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SOAN 3120
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Michelle Dumas
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Chapter 2

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Sociology and Anthropology

SOAN 3120

Michelle Dumas

Fall

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Chapter 2: Describing Distributions with Numbers
Measuring Center: The Mean
The most common measure of spread if the average, or the mean
To find the mean, add their values and divide by the number of observations
The capital Greek sigma is short for add them all up
o The subscripts on the observations are just a way of keeping the n
observations distinct
o The bar over the x indicates the mean of all the x-values
An important fact about the mean as a measure of center: it is sensitive to the
influence of a few extreme observations
o Because the mean cannot resist the influence of extreme observations,
we say that is not a resistant measure of center
The median is the formal version of the midpoint
o The median M is the midpoint of a distribution, the number such that
half the observations are smaller and the other half are larger
o The find the median:
1. Arrange all observations in order of size, from smallest to largest
2. If the number of observations n is odd, the median M is the center
observation in the ordered list. If the number of observations n is
even, the median M is midway between the two center observations in
the ordered list.
3. You can always locate the median in the ordered list of observations
by counting up (n+1)/2 observations from the start of the list.
Note the formula (n+1)/2 does not give the median just the location of the
median in the ordered list
Comparing the Mean and the Median
The median unlike the mean is resistant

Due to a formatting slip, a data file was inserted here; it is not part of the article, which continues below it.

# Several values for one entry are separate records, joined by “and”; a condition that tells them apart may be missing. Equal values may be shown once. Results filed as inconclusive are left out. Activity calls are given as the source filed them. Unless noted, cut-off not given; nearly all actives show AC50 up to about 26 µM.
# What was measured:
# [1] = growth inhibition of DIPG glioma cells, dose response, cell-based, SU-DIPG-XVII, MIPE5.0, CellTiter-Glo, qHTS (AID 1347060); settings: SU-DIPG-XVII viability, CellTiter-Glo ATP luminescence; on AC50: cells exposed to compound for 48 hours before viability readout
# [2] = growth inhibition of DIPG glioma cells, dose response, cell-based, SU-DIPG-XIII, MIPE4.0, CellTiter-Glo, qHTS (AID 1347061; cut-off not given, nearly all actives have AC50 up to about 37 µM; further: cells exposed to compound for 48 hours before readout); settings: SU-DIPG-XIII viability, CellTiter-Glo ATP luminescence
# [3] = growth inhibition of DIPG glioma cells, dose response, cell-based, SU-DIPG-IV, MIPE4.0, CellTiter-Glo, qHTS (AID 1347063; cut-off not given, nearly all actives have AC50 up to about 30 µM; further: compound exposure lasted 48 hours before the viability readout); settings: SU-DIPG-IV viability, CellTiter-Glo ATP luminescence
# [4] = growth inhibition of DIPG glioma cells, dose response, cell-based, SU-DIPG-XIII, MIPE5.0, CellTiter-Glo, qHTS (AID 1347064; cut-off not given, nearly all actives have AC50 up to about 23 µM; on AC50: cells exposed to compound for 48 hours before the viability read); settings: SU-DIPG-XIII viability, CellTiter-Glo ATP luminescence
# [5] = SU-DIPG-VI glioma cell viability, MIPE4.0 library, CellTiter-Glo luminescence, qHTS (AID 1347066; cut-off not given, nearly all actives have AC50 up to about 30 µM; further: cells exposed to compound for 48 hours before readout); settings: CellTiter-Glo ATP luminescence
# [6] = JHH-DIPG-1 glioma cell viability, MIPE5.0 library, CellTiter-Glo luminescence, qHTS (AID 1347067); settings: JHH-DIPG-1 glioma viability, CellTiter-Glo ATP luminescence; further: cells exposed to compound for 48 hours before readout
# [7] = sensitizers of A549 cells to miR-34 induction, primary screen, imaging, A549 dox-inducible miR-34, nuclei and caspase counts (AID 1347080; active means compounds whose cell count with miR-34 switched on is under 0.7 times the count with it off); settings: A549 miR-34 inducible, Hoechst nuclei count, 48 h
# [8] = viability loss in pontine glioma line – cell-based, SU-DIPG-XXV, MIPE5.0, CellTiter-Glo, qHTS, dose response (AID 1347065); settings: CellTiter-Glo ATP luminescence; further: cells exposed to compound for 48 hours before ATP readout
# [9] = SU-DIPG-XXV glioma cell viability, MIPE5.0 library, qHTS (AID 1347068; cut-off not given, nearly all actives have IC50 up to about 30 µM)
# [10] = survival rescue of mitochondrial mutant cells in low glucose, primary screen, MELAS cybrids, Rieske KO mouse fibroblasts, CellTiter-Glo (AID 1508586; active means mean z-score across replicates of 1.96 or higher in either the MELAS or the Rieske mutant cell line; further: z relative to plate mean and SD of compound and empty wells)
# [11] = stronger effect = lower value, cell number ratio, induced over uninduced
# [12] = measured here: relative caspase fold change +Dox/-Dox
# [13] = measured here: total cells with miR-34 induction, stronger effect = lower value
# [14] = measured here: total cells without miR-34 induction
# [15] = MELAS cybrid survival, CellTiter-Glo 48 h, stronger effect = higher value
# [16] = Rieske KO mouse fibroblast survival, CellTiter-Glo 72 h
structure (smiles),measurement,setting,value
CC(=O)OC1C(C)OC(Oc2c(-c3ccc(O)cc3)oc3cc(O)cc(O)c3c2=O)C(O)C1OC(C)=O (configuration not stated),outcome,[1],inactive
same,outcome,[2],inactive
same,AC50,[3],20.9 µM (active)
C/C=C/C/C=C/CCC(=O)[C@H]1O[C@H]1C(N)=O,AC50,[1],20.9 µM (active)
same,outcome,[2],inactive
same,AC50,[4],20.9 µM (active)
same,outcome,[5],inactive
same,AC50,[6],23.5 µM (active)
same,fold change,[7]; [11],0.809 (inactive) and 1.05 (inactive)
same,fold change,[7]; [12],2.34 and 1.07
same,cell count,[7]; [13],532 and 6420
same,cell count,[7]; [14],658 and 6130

The outlier just counts as one observation above the center, no matter how
far above the center it lies
The mean uses the actual value of each observation and so will chase a single
large observation upward
The mean and the median of a roughly symmetric distribution are close
together
If the distribution is exactly symmetric, the mean and median are exactly the
same
In a skewed distribution, the mean is usually farther out in the long tail than
is the median
Many economic variables have distributions that are skewed to the right
Reports about incomes and other strongly skewed distributions usually give
the median rather than the mean
The mean and the median measure the center in different ways, and both are
useful Measuring Spread: The Quartiles
The mean and the median do not tell the whole story
We are interested in the spread or variability
The simplest useful numerical description of a distribution requires both a
measure of center and a measure of spread
We can improve our descriptions of spread by also looking at the spread of
the middle half of the data
The quartiles mark out the middle half
To calculate the quartiles:
1. Arrange observations in increasing order and locate the median M in the
ordered list of observations
2. The first quartile Q1 is the median of the observations who position in the
order list is to the left of the location of the overall median
3. The third quartile Q3 is the median of the observations who position in the
order list is to the right of the location of the overall median
When there is an odd number of observations leave out the overall median
when you locate the quartiles in the ordered list
The quartiles are restraint because they are affected by a few extreme
observations
When the number of observations is even include all the observations when
you locate the quartiles
The Five-Number Summary and BoxPlots
The smallest and largest observations tell us little about the distributions as a
whole, but they give us information about the tails of the distribution that is
missing if we know only the median and the quartiles
To get a quick summary of both center and spread combine all five numbers
The five number summary of a distribution consists of the smallest
observation, the first quartile, the median, and the third quartile, and the
largest observation, written in order from smallest to largest
o Minimum Q1 m Q3 Maximum
The five number summary of a distribution leads to a new graph, the boxplot
The boxplot is a graph of the five number summary
o A central box spans the quartiles Q1 and Q3
o A line in the box that marks the median M
o Lines that extend from the box to the smallest and largest
observations
Boxplots show less detail than histograms or stemplots so they are best used
for side by side comparison of more than one distribution
When you first look at a boxplot locate the median, then look at the sp

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